Sandrea's first study analyzed the production history of eight oil fields having reliable production histories. The fields' oil reserves ranged from 0.7 to 15 billion bbl (OGJ, May 22, 2006, p. 30). The coefficients α and β were obtained by plotting the maximum production vs. the estimated ultimate reserves of the fields (Fig. 1). The correlation coefficient (R2) is above 0.987, and the average difference between the model prediction and the actual data is 5%.

A similar correlation verified the reliability of the proposed model to predict the maximum production of 18 newly developed fields around the world. The average variation between the model prediction and the field data was 17.5%. Some researchers have argued that published values of production potential for newly developed fields often correspond to "name-plate" production capacities and do not reflect the peak production capacity of a given field (OGJ, May 22, 2006, p. 30).

Production model application

The study underlying this article performed a similar analysis, selecting some of Iran's oil fields from the literature.5 In most cases, these fields had more than 40 years of reliable production history. Reservoirs selected for the analysis included only limestone, dolomite, and lime reef rock types with medium to strong aquifer support.

Fig. 1 compares a correlation obtained from selected oil fields in Iran with selected oil fields in Sandrea's 2006 study. Fields in the current study ranged from 93,000 b/d to 224,000 b/d production, with a correlation coefficient above 0.92. Although the slope of the trend line for the Iranian oil fields is higher than that of the 2006 study's fields, the intercept with the vertical access is much lower.

Extrapolation of the correlation obtained for the selected oil fields in the 2006 study may not be appropriate, however, since the proposed correlation over predicts. The peak production potential of Iran's oil fields is also questionable. Lack of investment after Iran's revolution and the Iran-Iraq war are the two main factors that contributed to the selected fields' low performance.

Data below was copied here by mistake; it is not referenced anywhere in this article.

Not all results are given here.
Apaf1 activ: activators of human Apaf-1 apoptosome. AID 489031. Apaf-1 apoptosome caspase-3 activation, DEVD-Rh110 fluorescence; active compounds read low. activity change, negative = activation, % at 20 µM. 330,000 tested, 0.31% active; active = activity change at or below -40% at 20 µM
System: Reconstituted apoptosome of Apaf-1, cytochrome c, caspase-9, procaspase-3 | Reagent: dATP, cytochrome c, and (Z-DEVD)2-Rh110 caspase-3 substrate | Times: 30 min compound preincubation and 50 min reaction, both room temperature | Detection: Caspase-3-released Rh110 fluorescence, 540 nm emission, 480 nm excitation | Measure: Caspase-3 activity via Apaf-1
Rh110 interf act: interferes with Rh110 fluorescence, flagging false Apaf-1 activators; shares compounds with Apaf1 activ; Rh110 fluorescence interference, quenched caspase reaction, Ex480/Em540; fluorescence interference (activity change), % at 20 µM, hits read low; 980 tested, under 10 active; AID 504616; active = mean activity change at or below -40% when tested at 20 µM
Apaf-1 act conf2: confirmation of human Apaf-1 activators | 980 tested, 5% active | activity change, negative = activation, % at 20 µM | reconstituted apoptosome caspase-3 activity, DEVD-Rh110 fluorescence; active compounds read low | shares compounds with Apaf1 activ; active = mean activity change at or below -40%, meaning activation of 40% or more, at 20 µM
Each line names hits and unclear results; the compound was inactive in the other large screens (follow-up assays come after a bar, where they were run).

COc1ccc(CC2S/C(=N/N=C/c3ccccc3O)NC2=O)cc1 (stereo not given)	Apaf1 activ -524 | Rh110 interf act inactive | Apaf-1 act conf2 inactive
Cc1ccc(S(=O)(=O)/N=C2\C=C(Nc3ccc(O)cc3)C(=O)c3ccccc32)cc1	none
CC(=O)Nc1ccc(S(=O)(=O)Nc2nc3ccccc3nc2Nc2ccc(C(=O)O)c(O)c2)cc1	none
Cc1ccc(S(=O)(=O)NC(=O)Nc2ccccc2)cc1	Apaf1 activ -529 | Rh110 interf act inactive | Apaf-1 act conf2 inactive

Gas production

The 2009 study applied the same model to a group of seven mature giant gas fields in the US and UK (OGJ, May 22, 2009, p. 34). Reserves were already determined by decline rate analysis. For gas fields, qmax is expressed in billions of cubic feet/day and K in trillions of cubic feet. Reserves for selected fields ranged from 9 to 920 tcf.

This study took a similar approach for some of Iran's onshore gas fields. Fig. 2 compares the trend of Iran's gas fields with that presented in the 2009 study. The curves show a similar slope, but the intercept of Iran's gas fields with the vertical axis is lower than that of the selected US and UK gas fields. Performance of the gas fields used in the previous study was well-correlated despite having reserves greater than 10 tcf. The pattern for Iran's gas fields is more sporadic.